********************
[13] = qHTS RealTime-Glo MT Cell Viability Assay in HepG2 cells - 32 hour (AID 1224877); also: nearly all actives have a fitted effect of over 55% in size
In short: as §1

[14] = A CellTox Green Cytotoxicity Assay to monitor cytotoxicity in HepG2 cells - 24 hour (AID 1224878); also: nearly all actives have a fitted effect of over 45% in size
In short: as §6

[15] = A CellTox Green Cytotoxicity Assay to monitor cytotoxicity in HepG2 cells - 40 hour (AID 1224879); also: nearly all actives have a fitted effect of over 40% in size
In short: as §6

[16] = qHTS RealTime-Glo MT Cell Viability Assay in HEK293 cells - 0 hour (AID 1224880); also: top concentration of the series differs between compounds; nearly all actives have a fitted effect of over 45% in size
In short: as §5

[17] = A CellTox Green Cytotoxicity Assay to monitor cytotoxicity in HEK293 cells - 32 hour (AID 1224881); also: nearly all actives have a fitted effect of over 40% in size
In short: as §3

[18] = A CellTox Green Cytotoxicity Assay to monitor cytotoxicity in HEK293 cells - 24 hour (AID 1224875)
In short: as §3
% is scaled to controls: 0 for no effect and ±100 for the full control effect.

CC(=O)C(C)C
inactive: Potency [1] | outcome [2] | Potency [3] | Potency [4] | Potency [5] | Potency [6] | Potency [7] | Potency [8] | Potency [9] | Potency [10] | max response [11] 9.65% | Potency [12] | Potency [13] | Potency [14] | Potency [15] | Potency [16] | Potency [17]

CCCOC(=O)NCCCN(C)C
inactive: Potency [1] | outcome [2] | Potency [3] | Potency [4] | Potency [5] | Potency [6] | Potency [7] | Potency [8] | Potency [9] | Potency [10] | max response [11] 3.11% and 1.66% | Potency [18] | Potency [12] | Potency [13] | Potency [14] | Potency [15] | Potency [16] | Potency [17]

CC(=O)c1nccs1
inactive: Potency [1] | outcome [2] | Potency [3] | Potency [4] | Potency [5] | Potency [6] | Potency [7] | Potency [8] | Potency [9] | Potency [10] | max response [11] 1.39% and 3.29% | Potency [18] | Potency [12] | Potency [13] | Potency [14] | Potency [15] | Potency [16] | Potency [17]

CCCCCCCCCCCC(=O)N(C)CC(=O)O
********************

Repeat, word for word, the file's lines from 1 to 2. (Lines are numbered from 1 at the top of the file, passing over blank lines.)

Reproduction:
[13] = qHTS RealTime-Glo MT Cell Viability Assay in HepG2 cells - 32 hour (AID 1224877); also: nearly all actives have a fitted effect of over 55% in size
In short: as §1